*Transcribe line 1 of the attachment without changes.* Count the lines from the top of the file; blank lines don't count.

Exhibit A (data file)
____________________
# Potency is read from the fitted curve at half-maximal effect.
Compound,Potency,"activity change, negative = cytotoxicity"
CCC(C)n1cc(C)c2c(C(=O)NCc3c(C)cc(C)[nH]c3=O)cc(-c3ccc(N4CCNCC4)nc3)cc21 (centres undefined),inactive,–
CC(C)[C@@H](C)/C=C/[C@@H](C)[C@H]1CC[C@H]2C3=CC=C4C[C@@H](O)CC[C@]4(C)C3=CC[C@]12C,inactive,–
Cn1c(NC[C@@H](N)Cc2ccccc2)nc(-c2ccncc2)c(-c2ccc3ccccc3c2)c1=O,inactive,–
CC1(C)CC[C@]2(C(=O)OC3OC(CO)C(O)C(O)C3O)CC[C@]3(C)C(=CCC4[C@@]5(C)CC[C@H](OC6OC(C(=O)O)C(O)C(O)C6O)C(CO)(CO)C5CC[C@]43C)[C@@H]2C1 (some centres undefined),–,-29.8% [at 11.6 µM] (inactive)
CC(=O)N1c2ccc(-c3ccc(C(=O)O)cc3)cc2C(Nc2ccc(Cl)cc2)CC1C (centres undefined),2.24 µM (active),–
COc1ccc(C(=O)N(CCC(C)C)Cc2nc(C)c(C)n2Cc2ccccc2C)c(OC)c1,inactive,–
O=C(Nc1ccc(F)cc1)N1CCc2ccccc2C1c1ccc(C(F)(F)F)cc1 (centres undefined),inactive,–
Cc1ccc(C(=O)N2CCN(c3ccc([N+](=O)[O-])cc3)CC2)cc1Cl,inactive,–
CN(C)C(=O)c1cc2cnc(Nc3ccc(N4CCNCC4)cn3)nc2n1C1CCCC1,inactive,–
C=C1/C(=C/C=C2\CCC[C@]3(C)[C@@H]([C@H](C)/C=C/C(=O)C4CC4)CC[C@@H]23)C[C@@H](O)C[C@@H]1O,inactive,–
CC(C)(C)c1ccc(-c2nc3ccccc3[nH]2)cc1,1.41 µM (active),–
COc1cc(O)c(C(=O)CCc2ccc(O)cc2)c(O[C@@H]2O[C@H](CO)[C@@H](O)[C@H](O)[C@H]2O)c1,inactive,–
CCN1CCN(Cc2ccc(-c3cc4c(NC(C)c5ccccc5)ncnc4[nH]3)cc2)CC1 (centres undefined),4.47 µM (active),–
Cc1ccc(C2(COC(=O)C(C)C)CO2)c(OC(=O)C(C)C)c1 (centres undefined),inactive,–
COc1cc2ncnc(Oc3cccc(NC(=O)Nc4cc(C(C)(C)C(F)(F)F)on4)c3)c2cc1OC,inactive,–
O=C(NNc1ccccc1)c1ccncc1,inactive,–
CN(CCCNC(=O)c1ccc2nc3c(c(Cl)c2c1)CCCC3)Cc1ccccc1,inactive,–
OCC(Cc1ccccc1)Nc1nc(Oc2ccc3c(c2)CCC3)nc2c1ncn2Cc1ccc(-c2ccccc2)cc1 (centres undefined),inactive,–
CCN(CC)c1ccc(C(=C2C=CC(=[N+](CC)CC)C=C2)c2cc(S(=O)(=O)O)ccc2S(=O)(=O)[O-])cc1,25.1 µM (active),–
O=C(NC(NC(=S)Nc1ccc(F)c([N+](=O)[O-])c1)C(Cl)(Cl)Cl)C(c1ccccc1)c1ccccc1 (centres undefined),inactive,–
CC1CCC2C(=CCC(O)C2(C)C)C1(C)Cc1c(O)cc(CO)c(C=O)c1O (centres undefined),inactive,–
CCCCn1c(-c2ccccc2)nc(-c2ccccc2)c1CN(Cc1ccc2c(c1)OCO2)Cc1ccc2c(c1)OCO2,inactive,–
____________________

# Potency is read from the fitted curve at half-maximal effect.